Worship and Mission for the Global Church: An Ethnodoxology Handbook.
This book’s ambitious goal is “to help the global church appreciate and generate culturally appropriate arts in worship and witness” (back cover). Accomplishing such a large goal requires many voices, and this book does have many voices—over one hundred writers from twenty countries wrote 148 articles which fill over 600 pages. Invariably, a book with such a grand ambition and such a collection of writers will contain a mixed quality of articles, but even with such a variety, this book is a helpful and essential tool for understanding global worship.
The length and breadth of this book makes a comprehensive survey impossible, so this review highlights only several of the chapters. The editors have organized the chapters into three main sections: foundations, stories, and tools.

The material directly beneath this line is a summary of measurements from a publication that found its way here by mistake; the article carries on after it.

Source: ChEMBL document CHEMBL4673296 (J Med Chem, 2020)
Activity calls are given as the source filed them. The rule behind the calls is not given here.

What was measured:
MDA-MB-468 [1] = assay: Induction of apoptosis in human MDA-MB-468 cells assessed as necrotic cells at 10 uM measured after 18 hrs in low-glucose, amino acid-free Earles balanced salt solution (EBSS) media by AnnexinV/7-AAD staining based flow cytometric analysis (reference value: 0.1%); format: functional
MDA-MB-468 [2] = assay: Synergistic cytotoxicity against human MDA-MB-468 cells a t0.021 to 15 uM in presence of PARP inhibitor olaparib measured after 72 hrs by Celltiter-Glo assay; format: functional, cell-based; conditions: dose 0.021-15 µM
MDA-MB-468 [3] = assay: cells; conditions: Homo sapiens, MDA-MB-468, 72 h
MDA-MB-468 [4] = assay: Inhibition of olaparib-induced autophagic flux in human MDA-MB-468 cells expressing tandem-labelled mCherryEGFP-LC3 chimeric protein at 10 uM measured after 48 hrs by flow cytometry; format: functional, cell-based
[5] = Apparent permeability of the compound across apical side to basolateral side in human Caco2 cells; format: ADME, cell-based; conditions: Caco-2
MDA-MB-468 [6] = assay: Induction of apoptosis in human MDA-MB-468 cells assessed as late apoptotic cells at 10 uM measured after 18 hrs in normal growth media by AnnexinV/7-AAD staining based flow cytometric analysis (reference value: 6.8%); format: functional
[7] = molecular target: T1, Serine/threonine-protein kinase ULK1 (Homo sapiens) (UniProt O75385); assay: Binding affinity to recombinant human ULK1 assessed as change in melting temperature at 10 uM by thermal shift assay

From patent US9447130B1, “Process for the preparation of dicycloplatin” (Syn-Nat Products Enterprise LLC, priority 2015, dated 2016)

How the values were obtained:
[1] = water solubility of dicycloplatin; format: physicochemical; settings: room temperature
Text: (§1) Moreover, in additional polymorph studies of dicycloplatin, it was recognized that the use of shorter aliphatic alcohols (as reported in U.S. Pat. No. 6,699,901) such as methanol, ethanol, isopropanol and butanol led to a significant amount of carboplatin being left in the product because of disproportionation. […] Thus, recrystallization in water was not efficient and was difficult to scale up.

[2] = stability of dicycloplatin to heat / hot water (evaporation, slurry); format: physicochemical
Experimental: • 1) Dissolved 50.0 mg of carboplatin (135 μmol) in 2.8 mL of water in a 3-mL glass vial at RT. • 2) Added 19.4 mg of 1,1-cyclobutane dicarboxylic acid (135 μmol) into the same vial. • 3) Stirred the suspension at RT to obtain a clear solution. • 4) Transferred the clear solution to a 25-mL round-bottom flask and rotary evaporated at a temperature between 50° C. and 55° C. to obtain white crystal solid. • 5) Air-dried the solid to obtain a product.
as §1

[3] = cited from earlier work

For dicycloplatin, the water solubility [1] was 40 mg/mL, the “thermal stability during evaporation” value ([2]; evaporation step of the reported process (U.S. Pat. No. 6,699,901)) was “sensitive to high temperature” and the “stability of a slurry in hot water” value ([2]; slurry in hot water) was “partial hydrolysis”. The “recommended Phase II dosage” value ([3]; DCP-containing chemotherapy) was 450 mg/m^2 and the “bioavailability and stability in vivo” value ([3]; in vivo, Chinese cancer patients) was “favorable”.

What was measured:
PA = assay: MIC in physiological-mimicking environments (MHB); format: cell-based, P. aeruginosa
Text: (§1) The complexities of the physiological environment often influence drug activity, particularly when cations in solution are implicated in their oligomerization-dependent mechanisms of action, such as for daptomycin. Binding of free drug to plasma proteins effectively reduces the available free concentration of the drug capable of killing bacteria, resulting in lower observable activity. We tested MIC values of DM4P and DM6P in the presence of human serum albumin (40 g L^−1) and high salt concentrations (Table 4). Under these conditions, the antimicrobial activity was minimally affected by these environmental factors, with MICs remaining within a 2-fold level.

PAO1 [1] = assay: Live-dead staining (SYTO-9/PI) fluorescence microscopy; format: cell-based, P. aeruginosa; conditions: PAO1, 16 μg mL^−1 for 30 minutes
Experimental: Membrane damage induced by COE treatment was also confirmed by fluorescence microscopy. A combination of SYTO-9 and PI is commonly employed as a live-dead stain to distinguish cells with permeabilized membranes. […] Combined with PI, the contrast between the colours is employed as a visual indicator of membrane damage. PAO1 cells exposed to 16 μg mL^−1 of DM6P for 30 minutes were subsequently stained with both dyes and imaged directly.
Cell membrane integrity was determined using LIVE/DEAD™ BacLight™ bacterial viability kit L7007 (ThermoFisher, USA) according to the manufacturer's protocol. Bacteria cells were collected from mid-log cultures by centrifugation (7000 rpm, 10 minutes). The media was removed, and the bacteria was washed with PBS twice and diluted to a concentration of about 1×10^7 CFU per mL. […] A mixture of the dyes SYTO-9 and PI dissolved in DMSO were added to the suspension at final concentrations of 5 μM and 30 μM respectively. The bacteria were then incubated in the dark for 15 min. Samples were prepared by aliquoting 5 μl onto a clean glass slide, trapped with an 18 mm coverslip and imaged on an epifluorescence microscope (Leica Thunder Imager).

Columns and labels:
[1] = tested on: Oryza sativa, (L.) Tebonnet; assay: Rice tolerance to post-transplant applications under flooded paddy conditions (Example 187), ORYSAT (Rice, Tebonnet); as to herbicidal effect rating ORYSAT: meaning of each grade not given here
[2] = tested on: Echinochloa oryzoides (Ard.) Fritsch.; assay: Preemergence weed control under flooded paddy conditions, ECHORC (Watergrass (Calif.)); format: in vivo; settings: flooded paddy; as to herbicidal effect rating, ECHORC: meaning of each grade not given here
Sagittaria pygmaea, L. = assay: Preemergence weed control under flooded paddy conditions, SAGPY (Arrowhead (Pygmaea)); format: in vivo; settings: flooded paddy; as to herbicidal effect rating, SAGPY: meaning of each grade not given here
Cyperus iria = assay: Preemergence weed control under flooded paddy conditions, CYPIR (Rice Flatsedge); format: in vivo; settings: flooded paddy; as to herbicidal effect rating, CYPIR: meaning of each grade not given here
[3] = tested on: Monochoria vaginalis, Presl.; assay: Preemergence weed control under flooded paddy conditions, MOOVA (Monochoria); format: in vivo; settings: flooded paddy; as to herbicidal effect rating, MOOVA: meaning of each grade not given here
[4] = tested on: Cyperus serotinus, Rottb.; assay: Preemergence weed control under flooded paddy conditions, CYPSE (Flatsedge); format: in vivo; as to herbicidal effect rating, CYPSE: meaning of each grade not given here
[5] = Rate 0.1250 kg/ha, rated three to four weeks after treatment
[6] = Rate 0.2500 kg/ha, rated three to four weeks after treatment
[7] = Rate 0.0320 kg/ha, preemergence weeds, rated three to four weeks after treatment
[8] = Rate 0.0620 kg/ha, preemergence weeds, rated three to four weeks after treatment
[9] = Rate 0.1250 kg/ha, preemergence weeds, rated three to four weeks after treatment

The first thirty-six chapters deal with foundational issues using six different lenses: biblical, cultural, historical, missiological, liturgical, and personal. Andrew Hill’s opening chapter explores the “Biblical Foundations of Christian Worship” by considering issues of continuity and discontinuity between the Old and New Testaments. Emily Brink and Harold Best each contribute a chapter considering how aesthetics function within local church gatherings. Anne Zaki contributes a terrific reflection on the Nairobi Statement on Worship and Culture, using the metaphor of dance to consider the relationship between cultures in corporate worship. Robin Harris argues that the universality of music does not mean that music is universally understood by all people in the same way. And Vida Chenoweth’s reprinted chapter (“Spare Them Western Music!”) highlights ways that Western music can wither certain aspects of a local culture.